Often students are confused with variables: those x's, y's, z's and other letters that begin to replace numbers beginning in algebra and continuing on into geometry, algebra II, Trigonometry, Precalculus, and Calculus. While there are several aspects to variables, one of the best ways to start is to understand a variable as a placeholder for a number. Take the equation: 7 + 3 = 10. Inserting x into this equation for the number 3 produces the "same" equation 7 + x = 10. Yet this equation also shows how a variable is "defined" in that x must equal 3 for the equation to work. More often variables are defined, however, not by a specific number, but with an idea that covers either a to-be-determined range of numbers or an as yet unknown number.

Try this example. Suppose I go to the store planning to put a cheese and cracker tray together for an upcoming football game. I have 24oz. of cheese and 28oz. of crackers and I expect each person to eat 4 oz. of cheese and they need 2oz of crackers for every 1oz. of cheese, so how many people can I serve cheese to, and how many more crackers do I need for all my cheese? Before scrolling down, think about how you would solve this in real life and then think about how you would work this problem for class.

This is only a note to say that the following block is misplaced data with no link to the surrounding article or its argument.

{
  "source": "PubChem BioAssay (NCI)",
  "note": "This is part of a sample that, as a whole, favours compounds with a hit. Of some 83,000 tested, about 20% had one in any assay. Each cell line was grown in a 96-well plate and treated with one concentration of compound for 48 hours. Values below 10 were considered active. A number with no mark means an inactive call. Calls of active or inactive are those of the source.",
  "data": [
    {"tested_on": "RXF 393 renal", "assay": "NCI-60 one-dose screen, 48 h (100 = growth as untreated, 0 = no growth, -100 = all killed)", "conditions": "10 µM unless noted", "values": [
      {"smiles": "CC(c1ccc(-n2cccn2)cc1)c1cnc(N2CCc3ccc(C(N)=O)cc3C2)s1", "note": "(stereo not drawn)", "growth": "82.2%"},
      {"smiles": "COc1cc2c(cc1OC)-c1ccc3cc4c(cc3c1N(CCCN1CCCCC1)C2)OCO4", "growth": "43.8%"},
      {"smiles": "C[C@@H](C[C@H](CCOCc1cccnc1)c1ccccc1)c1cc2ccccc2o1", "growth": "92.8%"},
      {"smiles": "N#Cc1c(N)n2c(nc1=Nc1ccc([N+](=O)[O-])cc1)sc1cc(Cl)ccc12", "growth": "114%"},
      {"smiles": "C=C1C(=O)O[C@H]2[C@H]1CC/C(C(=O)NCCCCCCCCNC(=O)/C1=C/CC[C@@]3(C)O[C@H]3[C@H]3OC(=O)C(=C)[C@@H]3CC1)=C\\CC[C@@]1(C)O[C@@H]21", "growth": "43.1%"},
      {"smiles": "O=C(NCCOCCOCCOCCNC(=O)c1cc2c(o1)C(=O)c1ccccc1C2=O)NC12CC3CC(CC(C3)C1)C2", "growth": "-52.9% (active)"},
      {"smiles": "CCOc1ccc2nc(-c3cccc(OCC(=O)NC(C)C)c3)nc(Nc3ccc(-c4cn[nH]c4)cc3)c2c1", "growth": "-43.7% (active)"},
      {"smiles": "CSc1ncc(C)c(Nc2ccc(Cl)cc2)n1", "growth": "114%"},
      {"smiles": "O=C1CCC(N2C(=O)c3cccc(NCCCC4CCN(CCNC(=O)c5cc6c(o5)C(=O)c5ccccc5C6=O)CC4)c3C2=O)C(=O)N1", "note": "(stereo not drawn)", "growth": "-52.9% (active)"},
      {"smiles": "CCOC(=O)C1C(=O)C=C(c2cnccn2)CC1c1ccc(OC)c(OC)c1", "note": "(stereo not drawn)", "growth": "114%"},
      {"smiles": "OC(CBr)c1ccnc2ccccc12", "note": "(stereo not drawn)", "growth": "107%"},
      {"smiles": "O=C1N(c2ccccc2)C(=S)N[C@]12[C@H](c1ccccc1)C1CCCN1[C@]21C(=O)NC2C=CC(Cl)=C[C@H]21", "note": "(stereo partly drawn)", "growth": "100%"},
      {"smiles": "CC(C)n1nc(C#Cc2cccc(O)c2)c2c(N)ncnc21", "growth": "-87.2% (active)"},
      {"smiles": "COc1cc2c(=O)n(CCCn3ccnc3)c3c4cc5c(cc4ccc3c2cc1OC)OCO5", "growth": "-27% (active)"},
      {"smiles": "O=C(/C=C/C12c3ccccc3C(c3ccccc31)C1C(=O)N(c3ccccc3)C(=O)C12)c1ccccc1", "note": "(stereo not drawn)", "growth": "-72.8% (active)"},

I would begin to define y as the number of people and z as the additional amount of crackers in ounces that I need to buy, i.e. the two questions being asked that I do not know. Then I would link those variables to what I do know. I know that for every person y, they will eat 4oz of cheese, and that should equal the total amount of cheese (24oz), i.e. 4y = 24. I also know that for each of the 24oz's of cheese, I need 2oz of crackers. I also know that the total amount of crackers for that cheese is the 28oz I have plus the z crackers I need to buy. Thus, 24 x 2 = 28 + z. Solving these equations, I find I have enough cheese for y = 6 people, and that I need z = 20 oz. of crackers.

While your teachers may try to complicate things with unneeded information, additional variables or other mathematical operators, most problems involve identifying what you know (the amounts of cheese and crackers you have and the rates at which those items are needed), defining as variables what you need to find out, and preparing equations that relate what you know to the variables you don't know.

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